Amazon has appointed a director of social responsibility, Christine Bader '00, amid criticism over its business practices.
The online retailer is facing scrutiny over how its policies affect the outside world, with its cloud services division consistently receiving low grades in Greenpeace’s cloud cleanliness report.
Last year, the US Department of Labour fined five companies in connection with the death of Ronald Smith, a contract worker in Amazon’s Avenel, New Jersey, warehouse. The logistics company Amazon contracted to oversee work at this site was among the companies fined, although Amazon itself was not fined. The Seattle Times has also criticised Amazon for not contributing more to local charitable causes after the company’s rapid expansion created strife with community advocates following the rise in housing prices due to the “rapid influx” of well-paid tech-workers.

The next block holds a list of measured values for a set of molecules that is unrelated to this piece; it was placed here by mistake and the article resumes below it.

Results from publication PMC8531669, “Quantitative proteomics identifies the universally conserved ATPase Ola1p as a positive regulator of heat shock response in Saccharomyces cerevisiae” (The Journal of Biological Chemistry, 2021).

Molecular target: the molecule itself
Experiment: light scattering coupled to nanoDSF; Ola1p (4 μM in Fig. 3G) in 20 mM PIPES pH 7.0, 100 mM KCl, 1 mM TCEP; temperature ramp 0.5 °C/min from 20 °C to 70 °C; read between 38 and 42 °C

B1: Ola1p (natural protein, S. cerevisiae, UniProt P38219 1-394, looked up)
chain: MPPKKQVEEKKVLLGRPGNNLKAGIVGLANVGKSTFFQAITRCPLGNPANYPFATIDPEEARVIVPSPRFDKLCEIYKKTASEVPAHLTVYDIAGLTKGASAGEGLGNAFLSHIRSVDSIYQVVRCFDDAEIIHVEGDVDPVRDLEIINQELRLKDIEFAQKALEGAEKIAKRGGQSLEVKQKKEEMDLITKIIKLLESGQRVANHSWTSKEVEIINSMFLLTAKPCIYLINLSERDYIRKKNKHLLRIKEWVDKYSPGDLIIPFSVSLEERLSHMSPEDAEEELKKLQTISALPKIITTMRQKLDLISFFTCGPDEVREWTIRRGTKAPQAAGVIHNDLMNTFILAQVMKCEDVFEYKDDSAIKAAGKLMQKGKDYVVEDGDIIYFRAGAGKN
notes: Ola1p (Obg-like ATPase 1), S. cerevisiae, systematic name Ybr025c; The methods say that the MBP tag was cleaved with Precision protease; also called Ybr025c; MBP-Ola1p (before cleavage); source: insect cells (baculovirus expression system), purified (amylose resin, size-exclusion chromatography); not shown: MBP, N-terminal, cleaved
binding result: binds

Last month, Amazon in the US was the subject of a New York Times expose which portrayed alleged ruthless work practices and culture at the company. The report revealed some damning findings, particularly around Amazon's treatment of workers who have suffered personal crises in their lives. However, Amazon's founder Jeff Bezos said the article did not describe "the Amazon I know or the caring Amazonians I work with every day."
Bader worked on social responsibility issues for BP for more than eight years, leaving two years before the Deepwater Horizon oil spill in 2010. She is the author of The Evolution of a Corporate Idealist: When Girl Meets Oil, and an advocate of the idea that large companies like Amazon can be a force for good.
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